A Destination for Asset Allocators
ASSET ALLOCATOR SPOTLIGHT
Three themes from 2023 so far – and what they mean for our industry (Part 1 of 3). This article shares my thoughts on the implications of this year’s themes of inflation volatility, liquidity concerns and deglobalisation – and the tools required for navigating these conditions. These include the ability for asset allocators to make and execute decisions more quickly, and greater flexibility for their investment infrastructure.
By Gary Paulin | June 2023
This article is part of Gary’s ‘Outside-In Thinking’ series of articles on how the asset servicing industry can design solutions and technology that brings clients closer to achieving their objectives. You can also view the article and comment here on LinkedIn. Read more about Gary and see further articles here.
Northern Trust’s role as asset servicer to asset owners and asset managers around the world provides us with a global lens of the investment industry. Through this we gain a view of the market trends impacting our clients, as well as the potential opportunities open to them and key challenges that they and their investors face.
And as I've mentioned previously, part of my job at Northern Trust is to view our business from the ‘outside-in’ through our clients’ eyes. I meet with them, work to understand the challenges they’re trying to solve and collaborate with colleagues to help them achieve that.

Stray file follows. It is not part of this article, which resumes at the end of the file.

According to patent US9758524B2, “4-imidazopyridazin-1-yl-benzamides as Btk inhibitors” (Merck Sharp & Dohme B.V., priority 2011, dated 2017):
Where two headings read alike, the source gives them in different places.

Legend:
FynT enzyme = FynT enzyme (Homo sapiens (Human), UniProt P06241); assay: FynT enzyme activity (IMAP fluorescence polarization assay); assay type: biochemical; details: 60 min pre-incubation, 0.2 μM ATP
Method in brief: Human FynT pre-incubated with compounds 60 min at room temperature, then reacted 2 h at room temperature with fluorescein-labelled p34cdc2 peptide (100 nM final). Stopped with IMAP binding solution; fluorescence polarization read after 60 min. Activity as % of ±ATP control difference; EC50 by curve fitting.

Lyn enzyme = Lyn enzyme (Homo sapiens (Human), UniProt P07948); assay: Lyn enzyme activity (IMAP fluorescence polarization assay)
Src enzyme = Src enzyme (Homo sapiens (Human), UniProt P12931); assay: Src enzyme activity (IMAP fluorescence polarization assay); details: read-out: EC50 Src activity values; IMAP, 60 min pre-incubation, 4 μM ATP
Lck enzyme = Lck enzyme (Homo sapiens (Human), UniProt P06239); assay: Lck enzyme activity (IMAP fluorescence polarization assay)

So as we reach the halfway point of a year filled with almost continuously-negative headlines and one where the most consensual view seems the ‘consensus is wrong’ it’s a good time to take stock, try to join the dots and assess any connecting themes.
In that spirit, I set myself the task of identifying three key challenges impacting our industry and their implications for asset servicers and how we can help. The first I’ve identified is primarily one facing asset owners/allocators and particularly their Chief Investment Officers (CIOs): the need for operational preparedness for a very different investment landscape than the one we may be leaving behind.
‘The world is changing, but my strategy/my portfolio is going to be just fine’ – this may be a little glib, but it looks like the key message from Casey Quirk’s 2023 CIO Sentiment Survey. The majority of CIOs plan no change in allocations despite recognising a generational change in markets and having very little confidence in meeting return targets.
Many have the same investment tilts: to illiquid assets, to the US/US equities, to technology and other things, and that lack of heterogenous exposure creates a significant homogenous risk. Either that – or they are all hoping for a return to pre-pandemic programming, the Washington consensus, global co-operation, ample liquidity, low stable inflation, low rates and high terminal values. However, with regard inflation, a study of history would highlight how rare this actually is. Arnott and Shakernia studied inflation persistence in 14 developed economies from 1970 to 2022.
They found that: “Reverting to 3% inflation… is easy from 4%, hard from 6% and very hard from 8% or more. Above 8%, reverting to 3% usually takes six to 20 years, with a median of over ten years.” So, inflation volatility looks like it’s here to stay for some time.
I’ve been meeting regularly with CIOs in my role for over a year now and asking what their major challenges are. Initially it was the usual suspects: costs, regulation, technology or talent. Last year new frontrunners emerged: liquidity management and performance. The former of course refers to the ability to buy or sell an asset quickly and in large volume without substantially affecting the asset’s price (to fund redemptions, collateral or take advantage of mispricing) – and by the latter, I don’t mean the downturn suffered by many balanced funds in 2022.